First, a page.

engage with the National Voice on issues of broader application’ for example “proposed laws
1Andersen, Williamson et all (2018) ‘They took the land, now we’re fighting for a house’: Aboriginal
perspectives about urban housing disadvantage, Housing Studies, 33:4; Australian Institute of Health
and Welfare (2014) Homelessness among Indigenous Australians. Cat. No. IHW 133 (Canberra: AIHW);
Australian Institute of Health and Welfare, (2014) Housing circumstances of Indigenous Australians:
Tenure and overcrowding. Cat. No. IHW 132 (Canberra: AIHW).
and policies of general application which particularly affect, or which have a disproportionate
or substantial impact on Aboriginal and Torres Strait Islander peoples”. 2
Government consultation with Aboriginal and Torres Strait Islander people on proposed laws
and policies relating to housing issues is critical. We recognise that housing justice is
closely interrelated with many other policies and legislative settings that impact on
Aboriginal and Torres Strait Islander people such as education, employment and health, and
adopting a broad scope for consultations will be valuable and essential to overcoming
systemic disadvantage. It is critical to ensure that the scope of the obligation to consult the
National Voice is not restrictive.
The importance of First Nations Voice
In relation to the Interim report we support the National Representative Voice to Parliament
that amplifies and engages with Aboriginal and Torres Strait Islander voices across local,
regional and national communities. We also support implementation of the National Voice
and Local and Regional Voices and its advisory role as detailed in the Interim Report.
We strongly believe that practical measures designed to address disparities between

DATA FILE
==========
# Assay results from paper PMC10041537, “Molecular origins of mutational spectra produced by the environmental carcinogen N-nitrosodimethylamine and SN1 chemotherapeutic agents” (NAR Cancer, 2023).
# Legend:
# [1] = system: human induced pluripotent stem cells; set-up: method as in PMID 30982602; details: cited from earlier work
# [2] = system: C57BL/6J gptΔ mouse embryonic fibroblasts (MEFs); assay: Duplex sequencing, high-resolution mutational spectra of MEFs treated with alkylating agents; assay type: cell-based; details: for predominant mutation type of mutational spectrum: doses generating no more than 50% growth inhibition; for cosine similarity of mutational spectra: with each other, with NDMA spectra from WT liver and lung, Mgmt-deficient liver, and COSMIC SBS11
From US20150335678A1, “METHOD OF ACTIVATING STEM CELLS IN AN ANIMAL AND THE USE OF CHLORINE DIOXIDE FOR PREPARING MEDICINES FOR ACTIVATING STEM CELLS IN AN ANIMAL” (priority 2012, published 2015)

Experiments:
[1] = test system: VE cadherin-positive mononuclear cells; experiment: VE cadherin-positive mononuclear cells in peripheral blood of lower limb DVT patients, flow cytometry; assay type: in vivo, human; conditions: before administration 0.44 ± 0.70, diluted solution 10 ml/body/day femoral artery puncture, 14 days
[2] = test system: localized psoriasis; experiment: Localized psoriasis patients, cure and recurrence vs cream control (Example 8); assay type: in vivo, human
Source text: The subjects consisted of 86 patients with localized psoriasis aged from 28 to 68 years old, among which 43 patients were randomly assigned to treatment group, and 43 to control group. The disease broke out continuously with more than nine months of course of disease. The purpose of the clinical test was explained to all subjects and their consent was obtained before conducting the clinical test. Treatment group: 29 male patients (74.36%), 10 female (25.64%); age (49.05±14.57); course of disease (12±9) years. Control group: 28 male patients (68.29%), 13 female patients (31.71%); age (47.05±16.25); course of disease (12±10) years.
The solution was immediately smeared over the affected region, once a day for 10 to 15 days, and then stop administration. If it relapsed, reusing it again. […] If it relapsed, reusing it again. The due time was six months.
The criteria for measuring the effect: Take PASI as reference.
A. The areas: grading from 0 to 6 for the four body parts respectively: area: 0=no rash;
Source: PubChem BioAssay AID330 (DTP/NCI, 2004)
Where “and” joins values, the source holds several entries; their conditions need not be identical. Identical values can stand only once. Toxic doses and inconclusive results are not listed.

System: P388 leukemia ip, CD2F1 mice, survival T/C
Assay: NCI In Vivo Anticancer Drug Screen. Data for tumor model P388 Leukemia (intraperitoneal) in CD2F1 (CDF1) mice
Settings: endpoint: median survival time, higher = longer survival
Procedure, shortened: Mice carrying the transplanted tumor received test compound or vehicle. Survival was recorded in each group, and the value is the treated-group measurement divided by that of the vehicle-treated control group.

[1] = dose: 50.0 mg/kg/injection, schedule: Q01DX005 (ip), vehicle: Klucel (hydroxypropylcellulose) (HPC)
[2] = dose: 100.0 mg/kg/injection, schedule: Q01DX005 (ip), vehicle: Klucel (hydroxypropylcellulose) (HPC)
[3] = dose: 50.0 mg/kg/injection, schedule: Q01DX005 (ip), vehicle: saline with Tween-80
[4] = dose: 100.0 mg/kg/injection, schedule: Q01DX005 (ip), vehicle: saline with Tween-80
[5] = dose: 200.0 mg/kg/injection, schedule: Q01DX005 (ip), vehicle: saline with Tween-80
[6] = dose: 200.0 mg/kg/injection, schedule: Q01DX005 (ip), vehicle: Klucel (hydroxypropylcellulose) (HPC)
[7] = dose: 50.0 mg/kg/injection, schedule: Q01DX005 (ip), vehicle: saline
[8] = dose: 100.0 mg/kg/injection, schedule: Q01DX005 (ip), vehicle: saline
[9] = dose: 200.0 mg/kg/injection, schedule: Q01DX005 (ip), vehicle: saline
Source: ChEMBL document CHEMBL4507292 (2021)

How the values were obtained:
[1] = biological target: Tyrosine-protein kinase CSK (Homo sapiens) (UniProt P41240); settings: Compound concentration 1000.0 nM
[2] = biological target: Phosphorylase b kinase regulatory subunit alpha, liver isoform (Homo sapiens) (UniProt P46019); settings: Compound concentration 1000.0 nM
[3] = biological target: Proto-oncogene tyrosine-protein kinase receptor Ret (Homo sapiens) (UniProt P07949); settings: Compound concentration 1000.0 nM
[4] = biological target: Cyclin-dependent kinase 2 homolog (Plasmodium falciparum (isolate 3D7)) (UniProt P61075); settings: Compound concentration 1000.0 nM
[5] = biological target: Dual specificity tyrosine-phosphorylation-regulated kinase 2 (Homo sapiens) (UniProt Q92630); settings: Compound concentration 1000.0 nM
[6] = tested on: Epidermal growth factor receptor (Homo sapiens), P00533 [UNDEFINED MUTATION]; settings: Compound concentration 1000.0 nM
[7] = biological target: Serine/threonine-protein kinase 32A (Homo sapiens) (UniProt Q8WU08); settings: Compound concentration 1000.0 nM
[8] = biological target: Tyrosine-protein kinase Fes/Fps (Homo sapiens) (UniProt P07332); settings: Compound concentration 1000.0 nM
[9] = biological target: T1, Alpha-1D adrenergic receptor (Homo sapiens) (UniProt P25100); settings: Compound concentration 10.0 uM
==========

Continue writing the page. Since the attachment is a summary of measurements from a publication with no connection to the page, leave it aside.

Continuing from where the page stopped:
Aboriginal and Torres Strait Island peoples and other Australians in relation to housing and
other outcomes will only be successful when First Nations people have a greater voice in
decisions affecting their lives and communities.
We also recognise the need for practical and meaningful commitment to true reconciliation
and support for Aboriginal and Torres Strait Islander voices, treaty and truth. We support and
join the call for the establishment of a First Nations Voice, in a form determined by
Aboriginal and Torres Strait Islander peoples and enshrined in the Constitution.
First Nations Voice to Parliament protected by the Constitution
The First Nations Regional Dialogues, which culminated in the National Constitutional
Convention at Uluru in May 2017, was a significant and successful process. This process led
to the Uluru Statement.
The Uluru Statement represents a consensus of empowered First Nations Peoples from
across the country, and includes constitutional entrenchment of the Voice. In recognition of
this and of the history and place of First Nations people, it is our view that a First Nations
Voice to Parliament should be protected and recognised by the Constitution.
We are guided by the Uluru Dialogue and wholeheartedly support their call for the Voice
process to include the following:
National Indigenous Australians Agency, Parliament of Australia, Indigenous Voice Co-Design Process: Interim
Report to the Australian Government (Interim Report, October 2020) 51.
• The Government must honour its 2019 election commitment to a referendum once a
model for a First Nations Voice has been settled to ensure that a First Nations Voice
to Parliament is protected by the Constitution;
• Enabling legislation for the Voice must be passed after a referendum has been held in
the next term of Parliament;
• The national First Nations Voice must be represented by Aboriginal and Torres Strait
Islander Peoples to ensure self-determination. Following calls from the Uluru
Statement from the Heart, we advocate for a Makaratta Commission to supervise the
creation of the advisory First Nations Voice; and
• The membership model for the National Voice must ensure previously unheard
Aboriginal and Torres Strait Islander people have the same chance of being selected
as established leadership figures.
Leo Patterson Ross
Chief Executive Officer
Tenants’ Union of NSW